Building a Healthy Relationship with the Sun

Building a Healthy Relationship with the Sun
June 18, 2015 Colleen Emery

Its that time of year again where we are gloriously gifted with the full expression of the sun’s rays. Feeling the warmth, sometimes heat, on our faces and skin is reassuring, nourishing and necessary for optimal health and wellness.


The Sun provides us with vitamin D, the very necessary nutrient that has been linked to everything from keeping the immune system strong to cancer prevention. Vitamin D is created when UVB rays from the sun hit the skin and are absorbed by cholesterol, converting to Vitamin D (in the form of D3).


Vitamin D has several important functions. Perhaps the most vital are regulating the absorption of calcium and phosphorous and facilitating normal immune system function. Getting a sufficient amount of the vitamin is important for normal growth and development of bones and teeth, as well as improved resistance against certain diseases. Remember that we cannot obtain vitamin D from the sun from September to May in our region due to the angle of the sun’s rays.


Exposure to the sun in appropriate and measured timeframes has a number of health benefits unrelated to vitamin D production, such as:

  • Enhancing mood and energy through the release of endorphins
  • Treating skin diseases, such as psoriasis, vitiligo, atopic dermatitis, and scleroderma. UV radiation also enhances skin barrier functions
  • Melatonin regulation through the “third eye” of the pineal gland photoreceptors
  • Standard treatment for tuberculosis 100 years ago, long before the advent of antibiotics
  • Can be used to sterilize your armpits and eliminate the cause of most body odour
  • Treating Seasonal Affective Disorder (SAD)
  • Treating neonatal jaundice


Absorbing the sun’s rays in a healthful and safe way is crucial. There are definite risks in over exposure to the sun and heat of the sun. Knowing how to sun bathe in a way that builds wellness is key.

sun in trees

5 Strategies for Safe and Healthy Sun Exposure


  • Nutritional Sunscreen: What we ingest determines how our skin responds to sunlight.Skin cells must be strengthened and nourished internally with real food and water to receive the full benefit of interacting with the sun. We can create an internal SPF with an antioxidant-rich diet of sun-grown foods, herbs, and fats loaded with nutrients. The powerhouse antioxidants in foods include: Lycopenes in fresh tomatoes, Glutathione in grass fed meat, Alpha-Lipoic Acid found in broccoli, CoQ10 in nuts, Resveratrol in grapes and cacao, Carotenoids in carrots and squash, Astaxanthin in wild salmon and of course Vitamin C in berries, citrus and certain herbs such as strawberry leaf. Our nutritional sunscreen must be ‘applied’ at every meal, all year long, to provide maximum benefits.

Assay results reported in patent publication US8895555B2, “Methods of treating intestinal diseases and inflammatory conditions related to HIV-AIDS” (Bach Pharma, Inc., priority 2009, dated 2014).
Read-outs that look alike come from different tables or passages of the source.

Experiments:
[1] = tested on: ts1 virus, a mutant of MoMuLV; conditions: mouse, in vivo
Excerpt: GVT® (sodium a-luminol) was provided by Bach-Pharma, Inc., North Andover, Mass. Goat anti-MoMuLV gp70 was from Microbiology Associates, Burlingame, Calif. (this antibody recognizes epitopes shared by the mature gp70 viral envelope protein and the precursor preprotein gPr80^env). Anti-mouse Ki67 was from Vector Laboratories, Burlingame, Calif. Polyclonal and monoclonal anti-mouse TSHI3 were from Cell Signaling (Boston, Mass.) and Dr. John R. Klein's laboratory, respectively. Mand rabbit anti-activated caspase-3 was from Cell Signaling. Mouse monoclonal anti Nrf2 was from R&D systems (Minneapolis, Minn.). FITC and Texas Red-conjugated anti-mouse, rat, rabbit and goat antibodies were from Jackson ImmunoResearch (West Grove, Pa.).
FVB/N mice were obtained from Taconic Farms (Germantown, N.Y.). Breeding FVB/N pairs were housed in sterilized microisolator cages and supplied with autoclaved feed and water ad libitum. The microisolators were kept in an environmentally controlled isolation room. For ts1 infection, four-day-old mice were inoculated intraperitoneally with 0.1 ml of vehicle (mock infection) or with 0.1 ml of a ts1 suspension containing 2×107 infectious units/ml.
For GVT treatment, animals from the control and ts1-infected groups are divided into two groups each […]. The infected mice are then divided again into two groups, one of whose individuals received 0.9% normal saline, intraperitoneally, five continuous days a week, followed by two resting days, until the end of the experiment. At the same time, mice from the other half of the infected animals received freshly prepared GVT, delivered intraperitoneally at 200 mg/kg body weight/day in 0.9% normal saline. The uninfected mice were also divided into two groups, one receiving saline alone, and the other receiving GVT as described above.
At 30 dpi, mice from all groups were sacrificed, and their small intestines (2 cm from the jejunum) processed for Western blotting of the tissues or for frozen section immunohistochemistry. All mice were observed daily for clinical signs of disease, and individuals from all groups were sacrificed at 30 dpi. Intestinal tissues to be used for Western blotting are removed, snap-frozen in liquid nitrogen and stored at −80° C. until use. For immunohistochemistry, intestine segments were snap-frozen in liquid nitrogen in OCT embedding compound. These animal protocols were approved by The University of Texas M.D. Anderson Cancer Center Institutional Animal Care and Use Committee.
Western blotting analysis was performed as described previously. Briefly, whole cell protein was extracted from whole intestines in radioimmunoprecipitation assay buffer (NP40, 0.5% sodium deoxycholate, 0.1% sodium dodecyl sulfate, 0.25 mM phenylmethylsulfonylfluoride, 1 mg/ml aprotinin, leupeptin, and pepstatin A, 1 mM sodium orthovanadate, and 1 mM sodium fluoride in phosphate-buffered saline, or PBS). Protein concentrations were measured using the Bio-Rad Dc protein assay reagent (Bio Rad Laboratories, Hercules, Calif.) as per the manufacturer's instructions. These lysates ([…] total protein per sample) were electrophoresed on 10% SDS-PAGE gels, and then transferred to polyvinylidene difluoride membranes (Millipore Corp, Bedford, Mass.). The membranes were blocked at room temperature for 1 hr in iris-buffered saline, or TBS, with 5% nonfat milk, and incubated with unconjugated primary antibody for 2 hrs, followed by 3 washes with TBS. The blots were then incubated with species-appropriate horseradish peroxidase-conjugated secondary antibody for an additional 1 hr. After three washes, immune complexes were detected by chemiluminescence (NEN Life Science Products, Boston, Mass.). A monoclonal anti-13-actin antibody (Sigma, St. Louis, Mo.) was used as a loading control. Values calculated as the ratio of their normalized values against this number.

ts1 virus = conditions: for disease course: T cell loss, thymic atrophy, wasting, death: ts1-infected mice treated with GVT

• Make time for your Sun Bath. Start slowly but surely to exposure your skin to the sun. Melanin, the tanned-skin pigment, produced in the spring, prevents sunburn in the summer. Melanin is our ancient biological mechanism of photo-protection designed exclusively to support our relationship with the sun. Melanin transforms 99.9% of absorbed UV radiation into heat that is easily dissipated, allowing us to avoid radiation damage that contributes to cell damage. The best time of day for sunning is morning to solar-noon. The amount of time you bathe in the sun depends on the condition of your skin and your natural skin pigmentation. If your skin starts to feel warm, seek shade. Start with a few minutes a day and build-up.
  • Think sunblock or barrier instead of sunscreen Using a sunscreen stops the much-needed UVB rays from their important Vitamin D work. Most of the sunscreens on the market contain various suspicious chemicals with names beginning or ending with Methyl, Propyl, Butyl, Ethyl, Trieth, and/or Dieth. Why would you want to filter the glorious sunshine through an array of chemicals? Sunscreens create a false sense of security by disabling our skin’s early warning system, the sunburn. By disabling this system we tend to stay too long in the sun, not only burning but struggling with heat exposure as well. Uncoated zinc oxide effectively blocks and reflects, rather than absorbs, the sun’s rays and it won’t paint the skin white. Consider barrier clothing as an option for sun protection. Don’t forget your hat!
  • Sun exposure and eye health. Our eyes need the sunlight, too. When the full spectrum of light rays is absorbed in the retina, it sets in motion the hormones and neurochemicals that help us stay happy and healthy. This process works even if we are in the shade, but not if we are wearing sunglasses. Children also need to be outside in the sun for healthy eye development. Sunlight triggers dopamine production in the eye, which stimulates normal growth.
  • Recover your skin The skin’s outer layer is a thin coating of oils that provides natural anti-bacterial, anti-wrinkle, and sunscreen protection. Using synthetic lotions and creams, exfoliants and harsh soaps interfere with this sensitive layer. Using natural oils, plant based extracts plus following a dry skin brush regiment will help nourish this layer and build its resiliency. Remember not to shower off after being in the sun, allow those great UVB rays to continue their vitamin D work as along as possible.